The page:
Christopher McOustra, from Seaford in East Sussex, finished his 30th pilgrimage in 30 years to Domrémy in unusual style. The former national gold medal ballroom and Latin American dancer made the trip to honour St Joan and St Thomas More.
Mr McOustra said: “In the past I’ve made the trip by train, by coach and by train and coach. This time I thought, why not by taxi?”
A reader at St Thomas More church, Mr McOustra cofounded the Association of St Joan of Arc and St Thomas More in 1982.
Archbishop-elect is ready to learn Welsh BY STAFF REPORTER
ARCHBISHOP-elect George Stack has said that he would be prepared to learn Welsh if it were necessary.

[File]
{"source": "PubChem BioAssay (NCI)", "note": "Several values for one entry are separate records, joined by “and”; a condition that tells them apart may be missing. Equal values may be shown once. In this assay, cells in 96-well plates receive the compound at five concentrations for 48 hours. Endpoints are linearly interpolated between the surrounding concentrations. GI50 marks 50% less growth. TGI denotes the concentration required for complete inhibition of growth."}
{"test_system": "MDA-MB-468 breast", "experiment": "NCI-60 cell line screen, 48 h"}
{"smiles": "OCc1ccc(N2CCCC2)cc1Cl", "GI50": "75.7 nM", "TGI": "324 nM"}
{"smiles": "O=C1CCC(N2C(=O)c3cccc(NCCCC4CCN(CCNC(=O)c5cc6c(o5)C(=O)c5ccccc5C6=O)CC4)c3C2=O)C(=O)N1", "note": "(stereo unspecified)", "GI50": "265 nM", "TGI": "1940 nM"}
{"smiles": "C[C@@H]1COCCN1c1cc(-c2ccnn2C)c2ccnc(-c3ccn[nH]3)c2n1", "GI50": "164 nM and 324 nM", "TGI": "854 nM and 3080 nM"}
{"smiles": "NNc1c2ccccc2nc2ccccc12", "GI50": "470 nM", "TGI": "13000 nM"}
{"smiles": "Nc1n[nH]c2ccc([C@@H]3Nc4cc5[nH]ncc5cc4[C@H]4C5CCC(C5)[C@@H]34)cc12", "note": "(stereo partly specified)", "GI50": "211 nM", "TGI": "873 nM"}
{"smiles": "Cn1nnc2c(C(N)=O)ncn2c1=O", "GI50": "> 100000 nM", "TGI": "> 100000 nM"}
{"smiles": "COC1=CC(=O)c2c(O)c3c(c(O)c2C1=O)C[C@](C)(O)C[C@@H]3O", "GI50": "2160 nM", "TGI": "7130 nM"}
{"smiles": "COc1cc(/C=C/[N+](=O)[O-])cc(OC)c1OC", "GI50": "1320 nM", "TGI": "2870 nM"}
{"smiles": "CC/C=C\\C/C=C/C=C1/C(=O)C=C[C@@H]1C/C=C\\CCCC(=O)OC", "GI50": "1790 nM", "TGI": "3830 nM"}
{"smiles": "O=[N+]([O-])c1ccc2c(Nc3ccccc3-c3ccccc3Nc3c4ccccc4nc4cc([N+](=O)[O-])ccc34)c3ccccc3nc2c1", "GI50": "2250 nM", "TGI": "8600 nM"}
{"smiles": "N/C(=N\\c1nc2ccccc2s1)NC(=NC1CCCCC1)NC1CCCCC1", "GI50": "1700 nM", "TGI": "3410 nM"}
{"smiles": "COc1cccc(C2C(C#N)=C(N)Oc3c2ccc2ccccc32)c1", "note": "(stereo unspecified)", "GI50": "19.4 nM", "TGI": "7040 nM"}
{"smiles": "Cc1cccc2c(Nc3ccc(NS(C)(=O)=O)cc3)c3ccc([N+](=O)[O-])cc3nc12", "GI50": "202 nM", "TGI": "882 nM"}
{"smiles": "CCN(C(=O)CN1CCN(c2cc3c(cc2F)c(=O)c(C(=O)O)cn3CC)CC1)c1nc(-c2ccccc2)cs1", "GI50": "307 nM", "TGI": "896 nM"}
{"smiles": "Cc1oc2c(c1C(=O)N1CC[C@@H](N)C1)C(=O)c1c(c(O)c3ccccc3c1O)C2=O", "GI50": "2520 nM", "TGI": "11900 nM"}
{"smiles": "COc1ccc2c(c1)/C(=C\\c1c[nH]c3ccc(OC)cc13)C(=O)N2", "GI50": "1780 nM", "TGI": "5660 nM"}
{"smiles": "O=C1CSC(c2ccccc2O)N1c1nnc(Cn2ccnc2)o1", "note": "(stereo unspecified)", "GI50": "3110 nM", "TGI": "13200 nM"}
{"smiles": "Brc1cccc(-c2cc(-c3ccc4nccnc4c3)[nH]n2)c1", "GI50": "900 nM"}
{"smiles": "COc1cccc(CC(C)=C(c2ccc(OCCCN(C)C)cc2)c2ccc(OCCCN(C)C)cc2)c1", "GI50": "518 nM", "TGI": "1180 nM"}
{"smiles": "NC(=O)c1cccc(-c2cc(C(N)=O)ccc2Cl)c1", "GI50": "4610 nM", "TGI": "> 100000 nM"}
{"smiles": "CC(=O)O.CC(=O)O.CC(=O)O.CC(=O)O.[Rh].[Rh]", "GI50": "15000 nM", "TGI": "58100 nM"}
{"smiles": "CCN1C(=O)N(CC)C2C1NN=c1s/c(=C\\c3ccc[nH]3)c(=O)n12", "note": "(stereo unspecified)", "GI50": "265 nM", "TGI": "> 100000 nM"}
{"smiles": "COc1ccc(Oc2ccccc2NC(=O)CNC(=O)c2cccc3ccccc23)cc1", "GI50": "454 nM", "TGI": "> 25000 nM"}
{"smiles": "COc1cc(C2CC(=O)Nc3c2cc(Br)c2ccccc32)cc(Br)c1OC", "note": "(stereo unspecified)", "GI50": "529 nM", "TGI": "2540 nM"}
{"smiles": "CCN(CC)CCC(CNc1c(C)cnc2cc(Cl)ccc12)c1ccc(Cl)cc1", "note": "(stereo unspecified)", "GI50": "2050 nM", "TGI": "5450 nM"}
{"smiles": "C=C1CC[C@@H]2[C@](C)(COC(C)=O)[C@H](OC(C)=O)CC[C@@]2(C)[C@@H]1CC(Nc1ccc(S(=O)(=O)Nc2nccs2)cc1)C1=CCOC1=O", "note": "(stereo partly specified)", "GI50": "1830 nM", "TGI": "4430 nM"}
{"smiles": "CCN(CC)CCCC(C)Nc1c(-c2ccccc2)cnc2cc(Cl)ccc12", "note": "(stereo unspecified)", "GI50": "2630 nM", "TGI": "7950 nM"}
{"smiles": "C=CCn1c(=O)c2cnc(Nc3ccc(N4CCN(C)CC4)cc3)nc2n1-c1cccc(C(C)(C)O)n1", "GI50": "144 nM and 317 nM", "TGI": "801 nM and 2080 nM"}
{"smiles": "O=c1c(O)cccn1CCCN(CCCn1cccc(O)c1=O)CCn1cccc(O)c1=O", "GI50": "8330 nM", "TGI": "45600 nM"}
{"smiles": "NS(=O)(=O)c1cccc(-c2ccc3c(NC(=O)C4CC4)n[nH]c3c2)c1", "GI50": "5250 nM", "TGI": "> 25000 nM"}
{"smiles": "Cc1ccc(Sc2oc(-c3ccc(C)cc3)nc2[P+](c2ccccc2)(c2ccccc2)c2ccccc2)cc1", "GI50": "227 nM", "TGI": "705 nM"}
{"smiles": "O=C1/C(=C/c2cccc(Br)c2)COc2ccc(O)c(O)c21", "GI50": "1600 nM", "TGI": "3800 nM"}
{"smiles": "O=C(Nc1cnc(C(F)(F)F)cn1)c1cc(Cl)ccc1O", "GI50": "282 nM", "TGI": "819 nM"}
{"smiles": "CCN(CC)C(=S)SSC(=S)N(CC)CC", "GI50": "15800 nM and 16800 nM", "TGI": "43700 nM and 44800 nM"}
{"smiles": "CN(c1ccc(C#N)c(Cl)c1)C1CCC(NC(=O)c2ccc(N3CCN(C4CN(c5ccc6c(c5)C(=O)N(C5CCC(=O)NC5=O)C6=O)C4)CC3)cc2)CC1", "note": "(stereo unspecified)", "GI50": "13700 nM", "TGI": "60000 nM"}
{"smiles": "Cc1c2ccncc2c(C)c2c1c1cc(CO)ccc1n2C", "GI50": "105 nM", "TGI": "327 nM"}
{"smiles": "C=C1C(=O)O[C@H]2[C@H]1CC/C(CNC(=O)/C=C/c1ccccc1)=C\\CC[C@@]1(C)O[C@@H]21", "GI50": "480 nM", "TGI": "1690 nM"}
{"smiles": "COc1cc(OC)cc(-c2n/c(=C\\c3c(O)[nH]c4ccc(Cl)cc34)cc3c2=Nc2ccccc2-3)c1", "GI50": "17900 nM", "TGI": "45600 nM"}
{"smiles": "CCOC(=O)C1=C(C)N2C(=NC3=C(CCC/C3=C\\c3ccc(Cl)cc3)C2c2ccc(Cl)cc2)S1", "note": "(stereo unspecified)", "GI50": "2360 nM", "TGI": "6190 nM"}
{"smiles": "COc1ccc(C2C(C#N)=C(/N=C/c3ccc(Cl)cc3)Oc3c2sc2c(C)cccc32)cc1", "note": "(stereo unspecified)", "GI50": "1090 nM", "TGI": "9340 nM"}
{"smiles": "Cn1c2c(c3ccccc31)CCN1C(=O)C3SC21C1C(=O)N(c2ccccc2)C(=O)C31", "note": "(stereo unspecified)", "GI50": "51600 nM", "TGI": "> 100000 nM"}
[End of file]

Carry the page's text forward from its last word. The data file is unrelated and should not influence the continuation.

The newly appointed Archbishop of Cardiff, a Londoner and Westminster auxiliary bishop, told BBC Wales that he was “open to whatever is the most effective way of using my time and energy in the service of the Church and the people of Cardiff and of Wales” and that calls for him to learn Welsh represented a legitimate request.
“I will be prepared to do anything I can to meet their expectations and demands,” he said. “I would need to get to Cardiff to assess the situation and make time available before making any commitments though.”
The Queen in Ireland Mary Kenny on a momentous visit PAGE 8
Fr Tim Gardner OP Rerum Novarum is still inspiring PAGE 7